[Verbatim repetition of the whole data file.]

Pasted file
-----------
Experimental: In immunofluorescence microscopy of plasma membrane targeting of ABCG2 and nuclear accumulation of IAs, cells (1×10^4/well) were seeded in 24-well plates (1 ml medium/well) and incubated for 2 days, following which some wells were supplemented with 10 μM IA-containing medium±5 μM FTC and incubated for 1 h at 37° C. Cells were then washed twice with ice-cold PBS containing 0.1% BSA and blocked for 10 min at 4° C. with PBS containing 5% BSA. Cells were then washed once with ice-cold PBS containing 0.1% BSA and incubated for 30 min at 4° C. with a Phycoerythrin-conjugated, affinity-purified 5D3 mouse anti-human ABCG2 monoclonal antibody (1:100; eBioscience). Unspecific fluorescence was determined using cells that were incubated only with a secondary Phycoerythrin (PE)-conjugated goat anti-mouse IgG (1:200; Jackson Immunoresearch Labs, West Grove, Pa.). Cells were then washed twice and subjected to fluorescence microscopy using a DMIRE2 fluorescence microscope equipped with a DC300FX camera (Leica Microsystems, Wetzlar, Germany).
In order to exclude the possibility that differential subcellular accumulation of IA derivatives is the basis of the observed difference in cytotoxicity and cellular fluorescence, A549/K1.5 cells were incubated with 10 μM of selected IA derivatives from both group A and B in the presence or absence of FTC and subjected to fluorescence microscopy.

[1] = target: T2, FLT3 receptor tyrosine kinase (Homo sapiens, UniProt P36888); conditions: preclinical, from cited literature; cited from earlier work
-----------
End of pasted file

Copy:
Experimental: In immunofluorescence microscopy of plasma membrane targeting of ABCG2 and nuclear accumulation of IAs, cells (1×10^4/well) were seeded in 24-well plates (1 ml medium/well) and incubated for 2 days, following which some wells were supplemented with 10 μM IA-containing medium±5 μM FTC and incubated for 1 h at 37° C. Cells were then washed twice with ice-cold PBS containing 0.1% BSA and blocked for 10 min at 4° C. with PBS containing 5% BSA. Cells were then washed once with ice-cold PBS containing 0.1% BSA and incubated for 30 min at 4° C. with a Phycoerythrin-conjugated, affinity-purified 5D3 mouse anti-human ABCG2 monoclonal antibody (1:100; eBioscience). Unspecific fluorescence was determined using cells that were incubated only with a secondary Phycoerythrin (PE)-conjugated goat anti-mouse IgG (1:200; Jackson Immunoresearch Labs, West Grove, Pa.). Cells were then washed twice and subjected to fluorescence microscopy using a DMIRE2 fluorescence microscope equipped with a DC300FX camera (Leica Microsystems, Wetzlar, Germany).
In order to exclude the possibility that differential subcellular accumulation of IA derivatives is the basis of the observed difference in cytotoxicity and cellular fluorescence, A549/K1.5 cells were incubated with 10 μM of selected IA derivatives from both group A and B in the presence or absence of FTC and subjected to fluorescence microscopy.

[1] = target: T2, FLT3 receptor tyrosine kinase (Homo sapiens, UniProt P36888); conditions: preclinical, from cited literature; cited from earlier work